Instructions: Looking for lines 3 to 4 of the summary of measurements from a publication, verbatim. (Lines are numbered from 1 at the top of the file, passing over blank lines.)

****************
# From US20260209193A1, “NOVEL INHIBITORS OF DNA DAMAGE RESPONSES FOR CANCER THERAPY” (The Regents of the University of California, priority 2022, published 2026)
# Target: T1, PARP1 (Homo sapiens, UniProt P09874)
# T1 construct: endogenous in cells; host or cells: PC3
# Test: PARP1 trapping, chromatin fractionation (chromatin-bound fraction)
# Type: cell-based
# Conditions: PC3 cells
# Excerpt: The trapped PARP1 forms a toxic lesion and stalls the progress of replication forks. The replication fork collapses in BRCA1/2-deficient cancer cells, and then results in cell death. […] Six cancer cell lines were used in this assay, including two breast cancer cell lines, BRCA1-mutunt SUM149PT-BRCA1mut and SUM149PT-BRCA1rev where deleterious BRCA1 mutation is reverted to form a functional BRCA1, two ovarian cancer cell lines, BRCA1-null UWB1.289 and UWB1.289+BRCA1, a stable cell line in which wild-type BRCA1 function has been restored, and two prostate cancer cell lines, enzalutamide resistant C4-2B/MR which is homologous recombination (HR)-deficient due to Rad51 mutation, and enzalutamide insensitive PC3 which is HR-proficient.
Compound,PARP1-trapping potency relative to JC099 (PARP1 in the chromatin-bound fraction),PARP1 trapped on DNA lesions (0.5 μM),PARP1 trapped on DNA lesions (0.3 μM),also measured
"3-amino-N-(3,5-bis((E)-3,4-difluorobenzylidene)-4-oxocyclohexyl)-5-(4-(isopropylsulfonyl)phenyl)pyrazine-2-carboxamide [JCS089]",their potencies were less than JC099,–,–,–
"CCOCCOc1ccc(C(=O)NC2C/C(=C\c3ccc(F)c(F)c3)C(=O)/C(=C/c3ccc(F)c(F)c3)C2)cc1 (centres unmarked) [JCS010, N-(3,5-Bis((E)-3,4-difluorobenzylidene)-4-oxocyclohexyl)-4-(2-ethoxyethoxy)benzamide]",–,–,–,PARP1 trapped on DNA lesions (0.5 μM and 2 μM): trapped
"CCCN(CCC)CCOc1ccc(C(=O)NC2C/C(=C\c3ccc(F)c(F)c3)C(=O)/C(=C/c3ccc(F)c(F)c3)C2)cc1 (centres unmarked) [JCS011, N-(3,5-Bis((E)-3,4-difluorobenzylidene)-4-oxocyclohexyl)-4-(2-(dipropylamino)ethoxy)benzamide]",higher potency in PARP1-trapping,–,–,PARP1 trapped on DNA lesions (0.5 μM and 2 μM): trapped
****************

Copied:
# T1 construct: endogenous in cells; host or cells: PC3
# Test: PARP1 trapping, chromatin fractionation (chromatin-bound fraction)